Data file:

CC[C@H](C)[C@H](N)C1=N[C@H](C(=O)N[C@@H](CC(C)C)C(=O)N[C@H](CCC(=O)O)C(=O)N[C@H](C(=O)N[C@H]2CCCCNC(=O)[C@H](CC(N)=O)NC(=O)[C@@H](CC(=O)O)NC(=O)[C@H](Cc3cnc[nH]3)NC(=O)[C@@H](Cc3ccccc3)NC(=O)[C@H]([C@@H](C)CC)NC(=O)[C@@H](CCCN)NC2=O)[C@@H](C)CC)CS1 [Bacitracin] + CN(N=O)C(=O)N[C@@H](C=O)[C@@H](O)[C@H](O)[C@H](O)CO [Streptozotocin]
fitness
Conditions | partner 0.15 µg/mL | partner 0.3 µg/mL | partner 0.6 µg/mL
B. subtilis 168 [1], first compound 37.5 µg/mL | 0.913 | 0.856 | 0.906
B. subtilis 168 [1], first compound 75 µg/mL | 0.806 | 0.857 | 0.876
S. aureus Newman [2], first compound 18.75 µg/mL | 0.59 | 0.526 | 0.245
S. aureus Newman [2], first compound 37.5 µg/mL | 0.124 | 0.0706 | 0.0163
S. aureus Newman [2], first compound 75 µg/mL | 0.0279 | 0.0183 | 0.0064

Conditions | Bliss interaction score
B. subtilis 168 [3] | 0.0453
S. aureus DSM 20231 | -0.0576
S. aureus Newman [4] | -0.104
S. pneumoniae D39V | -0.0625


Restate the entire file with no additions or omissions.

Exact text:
CC[C@H](C)[C@H](N)C1=N[C@H](C(=O)N[C@@H](CC(C)C)C(=O)N[C@H](CCC(=O)O)C(=O)N[C@H](C(=O)N[C@H]2CCCCNC(=O)[C@H](CC(N)=O)NC(=O)[C@@H](CC(=O)O)NC(=O)[C@H](Cc3cnc[nH]3)NC(=O)[C@@H](Cc3ccccc3)NC(=O)[C@H]([C@@H](C)CC)NC(=O)[C@@H](CCCN)NC2=O)[C@@H](C)CC)CS1 [Bacitracin] + CN(N=O)C(=O)N[C@@H](C=O)[C@@H](O)[C@H](O)[C@H](O)CO [Streptozotocin]
fitness
Conditions | partner 0.15 µg/mL | partner 0.3 µg/mL | partner 0.6 µg/mL
B. subtilis 168 [1], first compound 37.5 µg/mL | 0.913 | 0.856 | 0.906
B. subtilis 168 [1], first compound 75 µg/mL | 0.806 | 0.857 | 0.876
S. aureus Newman [2], first compound 18.75 µg/mL | 0.59 | 0.526 | 0.245
S. aureus Newman [2], first compound 37.5 µg/mL | 0.124 | 0.0706 | 0.0163
S. aureus Newman [2], first compound 75 µg/mL | 0.0279 | 0.0183 | 0.0064

Conditions | Bliss interaction score
B. subtilis 168 [3] | 0.0453
S. aureus DSM 20231 | -0.0576
S. aureus Newman [4] | -0.104
S. pneumoniae D39V | -0.0625